Types of Maps – Projections

Projections

Because Earth is spherical, it is difficult to represent on a piece of paper. Thus, all flat maps distort to some degree either the shapes or the areas of landmasses. Cartographers use projections to make maps. A map projection is made by transferring points and lines on a globe’s surface onto a sheet of paper. Mercator projections A Mercator projection is a map that has parallel lines of latitude and longitude. Recall that lines of longitude meet at the poles. When lines of longitude are projected as being parallel on a map, landmasses near the poles are exaggerated. Thus, in a Mercator projection, the shapes of the landmasses are correct, but their areas are distorted.

As shown in the below picture, Greenland appears much larger than Australia. In reality, Greenland is much smaller than Australia. Because Mercator projections show the correct shapes of landmasses and also clearly indicate direction in straight lines, they are used for the navigation of planes and ships.

Conic projections

A conic projection is made by projecting points and lines from a globe onto a cone, as shown in Figure 2.6. The cone touches the globe at a particular line of latitude. There is little distortion in the areas or shapes of landmasses that fall along this line of latitude. Distortion is evident, however, near the top and bottom of the projection. As shown in the below picture, the landmass at the top of the map is distorted. Because conic projections have a high degree of accuracy for limited areas, they are excellent for mapping small areas. Hence, they are used to make road maps and weather maps.

Gnomonic projections

A gnomonic (noh MAHN ihk) projection is made by projecting points and lines from a globe onto a piece of paper that touches the globe at a single point. At the single point where the map is projected, there is no distortion, but outside of this single point, great amounts of distortion are visible both in direction and landmass, as shown in Figure 2.7. Because Earth is a sphere, it is difficult to plan long travel routes on a flat projection with great distortion, such as a conic projection. To plan such a trip, a gnomonic projection is most useful. Although the direction and landmasseson the projection are distorted, it is useful for navigation. A straight line on a gnomonic projection is the straightest route from one point to another when traveled on Earth.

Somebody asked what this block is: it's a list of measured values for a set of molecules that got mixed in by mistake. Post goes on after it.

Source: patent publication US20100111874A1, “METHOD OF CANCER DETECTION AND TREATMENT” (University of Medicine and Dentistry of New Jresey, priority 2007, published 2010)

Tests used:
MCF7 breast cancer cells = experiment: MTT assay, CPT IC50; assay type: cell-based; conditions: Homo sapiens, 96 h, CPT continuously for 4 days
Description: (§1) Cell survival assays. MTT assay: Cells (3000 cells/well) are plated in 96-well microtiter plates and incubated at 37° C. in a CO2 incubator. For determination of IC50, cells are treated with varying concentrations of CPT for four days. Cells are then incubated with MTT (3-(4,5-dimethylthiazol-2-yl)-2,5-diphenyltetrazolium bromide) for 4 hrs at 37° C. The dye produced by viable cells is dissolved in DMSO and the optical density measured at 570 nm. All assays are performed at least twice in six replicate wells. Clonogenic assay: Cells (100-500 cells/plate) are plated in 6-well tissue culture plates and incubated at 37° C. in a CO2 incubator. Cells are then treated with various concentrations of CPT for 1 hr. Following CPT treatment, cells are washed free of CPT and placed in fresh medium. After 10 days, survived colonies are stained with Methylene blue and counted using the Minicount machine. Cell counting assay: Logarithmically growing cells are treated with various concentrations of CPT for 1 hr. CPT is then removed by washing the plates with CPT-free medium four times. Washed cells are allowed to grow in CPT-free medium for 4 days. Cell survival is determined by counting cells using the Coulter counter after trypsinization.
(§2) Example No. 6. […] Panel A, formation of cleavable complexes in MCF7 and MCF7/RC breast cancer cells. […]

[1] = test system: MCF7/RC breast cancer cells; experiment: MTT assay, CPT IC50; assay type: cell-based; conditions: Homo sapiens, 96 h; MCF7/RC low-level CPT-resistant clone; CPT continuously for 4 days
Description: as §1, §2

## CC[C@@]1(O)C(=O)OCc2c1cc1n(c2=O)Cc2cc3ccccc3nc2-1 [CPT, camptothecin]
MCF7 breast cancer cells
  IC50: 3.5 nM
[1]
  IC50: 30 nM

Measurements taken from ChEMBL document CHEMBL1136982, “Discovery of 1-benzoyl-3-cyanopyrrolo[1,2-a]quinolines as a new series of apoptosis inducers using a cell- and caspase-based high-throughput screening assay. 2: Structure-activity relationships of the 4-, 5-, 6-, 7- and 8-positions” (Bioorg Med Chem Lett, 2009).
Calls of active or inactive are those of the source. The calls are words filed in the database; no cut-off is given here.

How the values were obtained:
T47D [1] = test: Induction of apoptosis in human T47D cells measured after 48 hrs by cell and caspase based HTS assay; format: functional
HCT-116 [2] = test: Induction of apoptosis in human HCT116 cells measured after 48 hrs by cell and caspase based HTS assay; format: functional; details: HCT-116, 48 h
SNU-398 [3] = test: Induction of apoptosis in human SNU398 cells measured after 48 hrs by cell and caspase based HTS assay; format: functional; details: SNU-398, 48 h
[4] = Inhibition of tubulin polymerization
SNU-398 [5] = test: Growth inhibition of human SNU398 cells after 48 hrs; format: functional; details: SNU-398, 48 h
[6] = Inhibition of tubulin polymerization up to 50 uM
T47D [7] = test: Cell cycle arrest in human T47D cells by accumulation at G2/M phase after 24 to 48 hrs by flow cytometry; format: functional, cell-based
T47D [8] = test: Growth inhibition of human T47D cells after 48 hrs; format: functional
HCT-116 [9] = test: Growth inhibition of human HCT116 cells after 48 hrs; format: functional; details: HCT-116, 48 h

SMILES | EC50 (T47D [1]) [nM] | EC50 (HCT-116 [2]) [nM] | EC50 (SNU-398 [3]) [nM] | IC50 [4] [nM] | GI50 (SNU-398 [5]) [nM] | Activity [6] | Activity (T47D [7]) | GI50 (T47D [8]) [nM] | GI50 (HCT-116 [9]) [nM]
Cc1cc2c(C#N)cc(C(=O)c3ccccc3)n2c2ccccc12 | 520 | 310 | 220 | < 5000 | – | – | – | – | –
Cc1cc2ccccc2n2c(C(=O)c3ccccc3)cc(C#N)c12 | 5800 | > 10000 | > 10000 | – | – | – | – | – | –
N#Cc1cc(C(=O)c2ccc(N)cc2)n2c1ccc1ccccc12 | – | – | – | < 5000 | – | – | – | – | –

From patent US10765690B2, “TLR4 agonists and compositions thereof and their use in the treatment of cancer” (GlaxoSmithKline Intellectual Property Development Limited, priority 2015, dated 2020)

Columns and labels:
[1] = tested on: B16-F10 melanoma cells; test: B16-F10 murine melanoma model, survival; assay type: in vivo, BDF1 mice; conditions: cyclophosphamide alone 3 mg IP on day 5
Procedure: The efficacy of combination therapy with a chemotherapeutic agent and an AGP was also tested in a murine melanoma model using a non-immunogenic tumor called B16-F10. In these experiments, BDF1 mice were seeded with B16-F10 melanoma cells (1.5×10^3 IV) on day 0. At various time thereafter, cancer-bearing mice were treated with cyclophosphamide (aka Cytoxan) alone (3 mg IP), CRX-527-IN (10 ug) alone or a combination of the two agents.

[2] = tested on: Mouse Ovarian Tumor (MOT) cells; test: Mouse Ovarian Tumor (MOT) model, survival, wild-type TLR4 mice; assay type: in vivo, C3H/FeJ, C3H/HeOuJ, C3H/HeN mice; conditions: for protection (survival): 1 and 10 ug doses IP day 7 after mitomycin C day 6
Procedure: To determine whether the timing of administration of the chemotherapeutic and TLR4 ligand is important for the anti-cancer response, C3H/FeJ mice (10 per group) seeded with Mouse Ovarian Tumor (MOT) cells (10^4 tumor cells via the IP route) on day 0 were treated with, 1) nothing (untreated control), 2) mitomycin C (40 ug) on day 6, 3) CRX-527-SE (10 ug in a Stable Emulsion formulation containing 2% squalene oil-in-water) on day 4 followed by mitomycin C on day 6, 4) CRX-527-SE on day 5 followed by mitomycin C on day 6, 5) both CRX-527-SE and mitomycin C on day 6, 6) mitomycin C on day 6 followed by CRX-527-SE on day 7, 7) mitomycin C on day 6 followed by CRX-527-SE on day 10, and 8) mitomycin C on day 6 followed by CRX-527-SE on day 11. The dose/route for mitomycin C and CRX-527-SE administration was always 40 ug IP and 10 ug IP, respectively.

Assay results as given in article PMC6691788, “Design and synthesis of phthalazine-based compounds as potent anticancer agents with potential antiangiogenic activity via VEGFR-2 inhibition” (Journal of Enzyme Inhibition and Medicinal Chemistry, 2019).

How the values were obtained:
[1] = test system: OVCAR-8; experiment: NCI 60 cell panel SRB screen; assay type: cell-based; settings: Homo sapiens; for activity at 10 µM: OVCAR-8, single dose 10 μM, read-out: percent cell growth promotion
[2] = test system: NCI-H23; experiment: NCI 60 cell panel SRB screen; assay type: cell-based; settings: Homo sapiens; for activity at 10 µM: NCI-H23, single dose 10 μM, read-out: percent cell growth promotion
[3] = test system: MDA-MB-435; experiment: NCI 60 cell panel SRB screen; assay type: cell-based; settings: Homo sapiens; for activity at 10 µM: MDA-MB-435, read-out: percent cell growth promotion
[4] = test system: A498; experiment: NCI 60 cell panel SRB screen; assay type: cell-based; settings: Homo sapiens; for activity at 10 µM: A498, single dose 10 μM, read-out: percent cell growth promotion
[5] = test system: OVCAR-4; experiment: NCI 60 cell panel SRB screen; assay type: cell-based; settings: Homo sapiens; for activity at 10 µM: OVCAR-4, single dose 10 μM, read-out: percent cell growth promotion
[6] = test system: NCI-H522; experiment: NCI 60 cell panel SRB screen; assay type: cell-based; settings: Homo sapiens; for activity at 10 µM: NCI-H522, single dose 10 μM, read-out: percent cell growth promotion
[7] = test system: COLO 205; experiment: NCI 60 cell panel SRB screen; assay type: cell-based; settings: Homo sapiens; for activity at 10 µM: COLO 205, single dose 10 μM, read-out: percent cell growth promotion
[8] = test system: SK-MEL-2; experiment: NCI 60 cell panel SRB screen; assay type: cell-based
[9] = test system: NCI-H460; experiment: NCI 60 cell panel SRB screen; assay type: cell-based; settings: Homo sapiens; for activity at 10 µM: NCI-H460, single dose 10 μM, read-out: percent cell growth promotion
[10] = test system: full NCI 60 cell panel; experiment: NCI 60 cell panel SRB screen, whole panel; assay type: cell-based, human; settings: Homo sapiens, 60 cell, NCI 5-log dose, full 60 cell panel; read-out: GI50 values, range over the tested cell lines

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Comments ( 7 )
  1. Remote Sensing | Hourly Book
    October 15, 2012 at 11:47 pm
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    […] by computers into digital images that show landforms in great detail. Landsat 7, launched in 1999, maps 185 km at a time and scans the entire surface of Earth in 16 days. Landsat data are also used to […]

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      January 9, 2013 at 6:57 pm
      Reply

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  2. Boris
    January 1, 2013 at 4:11 pm
    Reply

    Try to go on wikimapia.

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    January 1, 2013 at 7:12 pm
    Reply

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    January 20, 2013 at 11:55 am
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